UK Prime Minister Rishi Sunak has been criticised by over 600 scientists across the world for the UK's use of bioenergy, in a letter that said the practice is destroying the "lungs of the earth", with "devastating impacts" on forests.
Bioenergy divides scientific opinion due to the procuring of biomass, which can involve cutting down trees to turn into energy.
The professors and science students warned of the industry's "growing threat to biodiversity" because of the way they say it hacks down trees and habitats.
They warned it undermines a current high-stakes push to slow the rapid loss of life-sustaining nature.
"It is simply not environmentally sustainable," said Kew Gardens' director of science, Professor Alexandre Antonelli, one of the key authors.
"Sustainability means you can do something forever... and because we are losing forests that have been growing for many decades, if not centuries, we are not allowing nature to recover to the level it needs to recover the biodiversity," he told Sky News.
That matters because healthy, old forests house things like mosses, which can slow flooding, and pollinating insects and birds and can soak up more carbon dioxide, he continued.
The scientists want the UK and leaders from other major users or consumers of bioenergy - including President Xi Jinping of China and US President Joe Biden - to abandon the energy form altogether.
The signatories warned the talks may fail unless businesses stop clearing forests for bioenergy, which has boomed in recent years as a replacement for coal.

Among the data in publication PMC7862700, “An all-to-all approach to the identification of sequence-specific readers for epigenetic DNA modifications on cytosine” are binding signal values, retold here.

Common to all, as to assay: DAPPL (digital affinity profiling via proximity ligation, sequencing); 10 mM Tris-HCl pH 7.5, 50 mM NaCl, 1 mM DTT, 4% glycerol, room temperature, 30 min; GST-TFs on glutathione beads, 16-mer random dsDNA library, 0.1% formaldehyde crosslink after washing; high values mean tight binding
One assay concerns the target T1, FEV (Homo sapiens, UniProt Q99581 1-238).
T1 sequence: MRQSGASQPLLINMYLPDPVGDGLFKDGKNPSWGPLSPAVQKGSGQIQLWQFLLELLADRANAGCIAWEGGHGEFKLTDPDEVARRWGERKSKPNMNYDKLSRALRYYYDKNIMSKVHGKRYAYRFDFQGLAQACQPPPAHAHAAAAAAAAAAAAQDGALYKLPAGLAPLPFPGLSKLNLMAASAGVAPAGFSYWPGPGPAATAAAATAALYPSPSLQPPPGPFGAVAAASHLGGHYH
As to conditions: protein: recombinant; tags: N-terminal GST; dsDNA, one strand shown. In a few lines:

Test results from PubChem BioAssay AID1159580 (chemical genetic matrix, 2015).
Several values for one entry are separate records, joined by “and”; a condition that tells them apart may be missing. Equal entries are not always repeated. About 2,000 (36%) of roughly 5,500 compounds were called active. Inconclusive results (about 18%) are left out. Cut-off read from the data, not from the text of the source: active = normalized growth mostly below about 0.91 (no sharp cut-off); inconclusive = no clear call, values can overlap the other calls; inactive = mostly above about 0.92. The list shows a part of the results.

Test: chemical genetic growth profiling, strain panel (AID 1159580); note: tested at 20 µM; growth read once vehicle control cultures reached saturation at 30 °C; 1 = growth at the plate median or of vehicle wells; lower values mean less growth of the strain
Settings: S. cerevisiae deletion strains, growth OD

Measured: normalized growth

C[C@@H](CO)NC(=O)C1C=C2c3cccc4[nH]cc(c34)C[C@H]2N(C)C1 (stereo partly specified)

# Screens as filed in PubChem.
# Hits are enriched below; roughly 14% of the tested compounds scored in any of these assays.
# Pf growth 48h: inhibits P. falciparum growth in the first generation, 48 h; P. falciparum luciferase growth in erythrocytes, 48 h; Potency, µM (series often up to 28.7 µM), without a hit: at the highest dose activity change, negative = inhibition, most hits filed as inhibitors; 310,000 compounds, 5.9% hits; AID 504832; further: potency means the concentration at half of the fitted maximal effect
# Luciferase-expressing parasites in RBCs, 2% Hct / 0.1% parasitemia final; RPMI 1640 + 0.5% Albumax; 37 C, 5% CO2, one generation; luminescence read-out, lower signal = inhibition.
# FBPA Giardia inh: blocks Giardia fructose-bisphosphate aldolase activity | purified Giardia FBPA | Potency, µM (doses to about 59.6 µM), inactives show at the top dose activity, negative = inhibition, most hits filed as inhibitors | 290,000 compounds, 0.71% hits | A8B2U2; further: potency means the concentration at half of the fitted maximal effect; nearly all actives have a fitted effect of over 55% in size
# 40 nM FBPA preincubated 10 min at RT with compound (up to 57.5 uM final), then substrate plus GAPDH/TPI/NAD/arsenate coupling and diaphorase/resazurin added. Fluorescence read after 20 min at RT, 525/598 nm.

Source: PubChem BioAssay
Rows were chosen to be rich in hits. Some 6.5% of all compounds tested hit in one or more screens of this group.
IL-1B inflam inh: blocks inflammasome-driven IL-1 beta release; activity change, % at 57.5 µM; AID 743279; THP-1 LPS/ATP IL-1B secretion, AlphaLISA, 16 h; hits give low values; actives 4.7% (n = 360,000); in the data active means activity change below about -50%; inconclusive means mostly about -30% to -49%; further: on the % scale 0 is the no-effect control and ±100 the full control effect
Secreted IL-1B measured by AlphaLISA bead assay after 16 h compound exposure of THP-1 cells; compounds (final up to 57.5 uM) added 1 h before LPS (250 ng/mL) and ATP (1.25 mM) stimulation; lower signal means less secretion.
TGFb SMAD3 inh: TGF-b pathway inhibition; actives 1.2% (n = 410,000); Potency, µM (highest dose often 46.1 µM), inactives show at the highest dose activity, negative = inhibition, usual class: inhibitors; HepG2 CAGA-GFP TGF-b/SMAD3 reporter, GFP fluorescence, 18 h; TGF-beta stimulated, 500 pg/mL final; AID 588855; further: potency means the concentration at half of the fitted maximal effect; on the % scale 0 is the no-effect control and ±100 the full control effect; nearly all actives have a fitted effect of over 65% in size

However, Mark Sommerfield from trade body the Renewable Energy Association, said "biodiversity considerations are an important component of biomass sustainability governance".
He cited a review of 211 studies, 69% of which concluded that forestry had no negative impact on biodiversity.
The letter accused the industry of clearcutting forest - cutting down entire sections rather than keeping continuous cover, and is supposed to be particularly bad for biodiversity.
Sommerfield said bioenergy is part of a "broader forestry economy", often using the residue from the timber industry, and therefore eliminating waste.
In October, 550 academics sympathetic to the industry wrote a letter arguing bioenergy can "substitute fossil energy and is a significant part of climate protection policy".
A government spokesperson said the UK "only supports biomass which complies with our strict sustainability criteria."
"Many biomass feedstocks are likely to be combusted or decomposed anyway, so it is more efficient to use that material as an energy source and displace expensive, volatile fossil fuels in the process," they added.